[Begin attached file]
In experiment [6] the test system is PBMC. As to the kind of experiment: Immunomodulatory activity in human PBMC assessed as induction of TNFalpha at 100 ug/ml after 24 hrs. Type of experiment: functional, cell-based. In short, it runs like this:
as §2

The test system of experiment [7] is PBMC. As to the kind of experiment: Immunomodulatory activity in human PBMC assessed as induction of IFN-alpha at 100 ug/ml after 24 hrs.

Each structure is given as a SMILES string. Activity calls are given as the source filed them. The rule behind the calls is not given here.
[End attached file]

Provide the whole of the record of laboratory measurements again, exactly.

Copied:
In experiment [6] the test system is PBMC. As to the kind of experiment: Immunomodulatory activity in human PBMC assessed as induction of TNFalpha at 100 ug/ml after 24 hrs. Type of experiment: functional, cell-based. In short, it runs like this:
as §2

The test system of experiment [7] is PBMC. As to the kind of experiment: Immunomodulatory activity in human PBMC assessed as induction of IFN-alpha at 100 ug/ml after 24 hrs.

Each structure is given as a SMILES string. Activity calls are given as the source filed them. The rule behind the calls is not given here.